the way we think about “struggling”

I woke up to this amazing story on NPR.  I hope you can find time to read the transcript or listen to it.  

It emphasizes that the way we think about struggling with difficulty has some serious implications for our children in their learning.
At Chrysalis we often encourage children to choose the “more challenging” puzzle.  And when they struggle to do something, we give them the time it takes.  
Sometimes it is the simplest thing.  “I need a pencil.”  Often it is easier to jump up and get something for a child, but we give them the opportunity to find it on their own.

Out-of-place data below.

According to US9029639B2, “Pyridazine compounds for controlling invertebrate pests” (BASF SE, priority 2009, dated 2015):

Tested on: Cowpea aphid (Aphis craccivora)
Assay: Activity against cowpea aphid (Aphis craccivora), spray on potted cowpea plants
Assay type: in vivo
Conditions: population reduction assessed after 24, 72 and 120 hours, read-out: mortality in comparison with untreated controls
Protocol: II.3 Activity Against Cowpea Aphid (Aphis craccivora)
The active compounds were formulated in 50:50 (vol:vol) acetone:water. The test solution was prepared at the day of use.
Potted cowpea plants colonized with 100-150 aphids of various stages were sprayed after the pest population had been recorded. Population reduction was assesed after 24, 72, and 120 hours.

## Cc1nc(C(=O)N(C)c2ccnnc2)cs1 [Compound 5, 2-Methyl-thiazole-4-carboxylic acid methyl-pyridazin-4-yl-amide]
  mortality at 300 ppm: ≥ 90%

Or during a conflict we allow the children to come up with solutions instead of “being the authority” and telling them what is going to happen.  “What do you think we should do about this?”  “I don’t know”  “We have time for you to think about it.”
If we can impress on our children that learning takes place during struggle, that it takes hard work to figure things out, that being “good at something” is the result of working and practicing rather than being “smart” we have prepared them for the journey that is life.

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